INTERVIEWER

In Cuckoo’s Nest, Big Nurse is often regarded as the embodiment of evil. Do you think that is an accurate representation of her?

KESEY

Recently, I was over in Newport at the opening of the Oregon Coast Aquarium, which has been seven years in the making. I was performing The Sea Lion in the Newport Performing Arts Center. Afterwards a white-haired old woman approached me and said, Hey, you remember me? I looked her over, and I knew I remembered her, but had no idea who she was. She said, Lois. It still didn’t click. She said, Lois Learned, Big Nurse, and I thought, Oh my God. She was a volunteer at Newport, long since retired from the nursing business. This was the nurse on the ward I worked on at the Menlo Park hospital. I didn’t know what to think and she didn’t either, but I was glad she came up to me. I felt there was a lesson in it, the same one I had tried to teach Hollywood. She’s not the villain. She might be the minion of the villain, but she’s really just a big old tough ex-army nurse who is trying to do the best she can according to the rules that she has been given. She worked for the villain and believed in the villain, but she ain’t the villain.

INTERVIEWER

Do you believe that individuals have to be held accountable for evil, even if they are not the ultimate source?

KESEY

I may, as they say in jail, hang the jacket on them, but I’m not the judge. I can expose something, but as you get older and hopefully wiser, you find that blame and punishment beget only more blame and punishment. I’m probably, from another person’s point of view, the Big Nurse in somebody else’s story. The thing that changes as you get older is your belief that certain people are bad forever or good forever. We’re not. It wouldn’t make any sense to write if we were. With blame, you either resist it or you pick up rocks and throw them at who’s to blame. Wendell Berry talks about that when he says we all have the capacity to do evil but we have to learn to forbear it. What keeps us from being monsters are Emerson and Thoreau and the Beatles and Bob Dylan—great artists who teach us to love and hold off on the hurt. The hurt is inside of us, and of course we can always randomly hurt something, but a great artist will teach you to love a thing and not want to possess it or alter it—just to love it. You finally have to love Big Nurse. It’s the symbol behind her, the combine, that makes her do what she does. You’ve got to fight that, but finally you have to love them all—the poor, broken human beings, even the worst of them.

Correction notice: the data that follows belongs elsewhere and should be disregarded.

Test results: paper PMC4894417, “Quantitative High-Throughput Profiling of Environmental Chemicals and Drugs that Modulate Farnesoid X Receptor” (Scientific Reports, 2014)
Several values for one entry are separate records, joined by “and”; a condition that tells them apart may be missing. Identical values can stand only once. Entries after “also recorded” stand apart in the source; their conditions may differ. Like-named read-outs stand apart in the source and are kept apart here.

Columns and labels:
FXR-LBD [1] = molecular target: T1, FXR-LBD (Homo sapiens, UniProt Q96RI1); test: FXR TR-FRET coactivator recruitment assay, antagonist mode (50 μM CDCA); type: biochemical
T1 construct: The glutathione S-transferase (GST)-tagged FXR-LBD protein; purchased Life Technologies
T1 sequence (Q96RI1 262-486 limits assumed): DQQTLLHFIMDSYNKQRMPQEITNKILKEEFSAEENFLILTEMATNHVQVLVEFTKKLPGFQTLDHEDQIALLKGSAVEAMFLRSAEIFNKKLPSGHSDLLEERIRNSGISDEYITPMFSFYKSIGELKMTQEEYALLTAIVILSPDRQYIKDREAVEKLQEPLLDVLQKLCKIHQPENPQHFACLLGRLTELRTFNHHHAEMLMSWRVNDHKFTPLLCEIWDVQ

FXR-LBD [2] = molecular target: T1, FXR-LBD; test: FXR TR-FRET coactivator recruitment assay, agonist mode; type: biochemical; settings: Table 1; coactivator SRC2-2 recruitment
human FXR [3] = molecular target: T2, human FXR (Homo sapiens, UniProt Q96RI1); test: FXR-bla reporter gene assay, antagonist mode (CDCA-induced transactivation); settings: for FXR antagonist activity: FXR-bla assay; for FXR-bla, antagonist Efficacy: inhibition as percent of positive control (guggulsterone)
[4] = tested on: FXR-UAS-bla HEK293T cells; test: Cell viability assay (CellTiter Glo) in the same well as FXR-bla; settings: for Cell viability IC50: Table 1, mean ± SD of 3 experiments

INTERVIEWER

Your novels have been popular in Eastern Europe and translated in the former Communist-bloc countries. How do you account for that?

KESEY

They were allowed in all the communist-bloc countries because the authorities considered them anti-American. Totalitarians never see themselves as being totalitarians; they always see that in the other guys. And Cuckoo’s Nest is, to some extent, anti-American. It’s about American terror. Big Nurse works for an American bad guy, the combine, the inhuman part of American industrialism.

INTERVIEWER

Why did you break off from writing the screenplay for Cuckoo’s Nest?

KESEY

I was contracted to do the screenplay, but they wanted me to do it a certain way, leaving out the narrative thread of Chief’s perspective and making Big Nurse the center of evil. And there were other disputes.

INTERVIEWER

What do you think of the movie?

KESEY